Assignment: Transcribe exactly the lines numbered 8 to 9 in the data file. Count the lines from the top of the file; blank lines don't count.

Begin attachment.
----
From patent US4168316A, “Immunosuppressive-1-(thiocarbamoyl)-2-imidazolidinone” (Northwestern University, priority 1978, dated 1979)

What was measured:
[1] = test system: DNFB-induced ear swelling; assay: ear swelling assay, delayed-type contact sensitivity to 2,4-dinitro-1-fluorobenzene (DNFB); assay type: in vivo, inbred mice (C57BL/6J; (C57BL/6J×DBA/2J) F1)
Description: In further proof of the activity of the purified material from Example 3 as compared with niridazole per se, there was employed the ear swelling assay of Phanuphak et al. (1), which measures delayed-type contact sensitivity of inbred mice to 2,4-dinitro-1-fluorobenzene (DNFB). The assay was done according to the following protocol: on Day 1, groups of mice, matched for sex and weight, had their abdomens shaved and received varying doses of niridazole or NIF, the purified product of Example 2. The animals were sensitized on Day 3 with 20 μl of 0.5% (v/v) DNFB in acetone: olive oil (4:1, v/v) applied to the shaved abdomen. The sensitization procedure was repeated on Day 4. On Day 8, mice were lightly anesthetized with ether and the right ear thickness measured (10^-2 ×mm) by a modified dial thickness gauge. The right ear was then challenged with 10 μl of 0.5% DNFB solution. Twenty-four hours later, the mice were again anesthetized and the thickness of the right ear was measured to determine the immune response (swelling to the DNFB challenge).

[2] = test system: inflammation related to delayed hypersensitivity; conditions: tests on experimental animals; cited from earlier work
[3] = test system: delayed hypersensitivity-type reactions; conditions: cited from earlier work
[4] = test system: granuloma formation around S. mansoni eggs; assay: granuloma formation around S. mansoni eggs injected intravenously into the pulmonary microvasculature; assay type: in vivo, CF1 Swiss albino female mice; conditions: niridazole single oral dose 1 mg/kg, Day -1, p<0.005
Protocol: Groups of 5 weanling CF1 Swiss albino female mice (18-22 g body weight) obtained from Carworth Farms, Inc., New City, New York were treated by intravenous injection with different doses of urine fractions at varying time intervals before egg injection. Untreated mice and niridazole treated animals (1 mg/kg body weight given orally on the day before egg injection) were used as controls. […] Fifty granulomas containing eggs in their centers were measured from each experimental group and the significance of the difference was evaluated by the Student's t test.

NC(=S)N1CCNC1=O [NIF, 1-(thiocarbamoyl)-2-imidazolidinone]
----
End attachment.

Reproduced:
Protocol: Groups of 5 weanling CF1 Swiss albino female mice (18-22 g body weight) obtained from Carworth Farms, Inc., New City, New York were treated by intravenous injection with different doses of urine fractions at varying time intervals before egg injection. Untreated mice and niridazole treated animals (1 mg/kg body weight given orally on the day before egg injection) were used as controls. […] Fifty granulomas containing eggs in their centers were measured from each experimental group and the significance of the difference was evaluated by the Student's t test.

NC(=S)N1CCNC1=O [NIF, 1-(thiocarbamoyl)-2-imidazolidinone]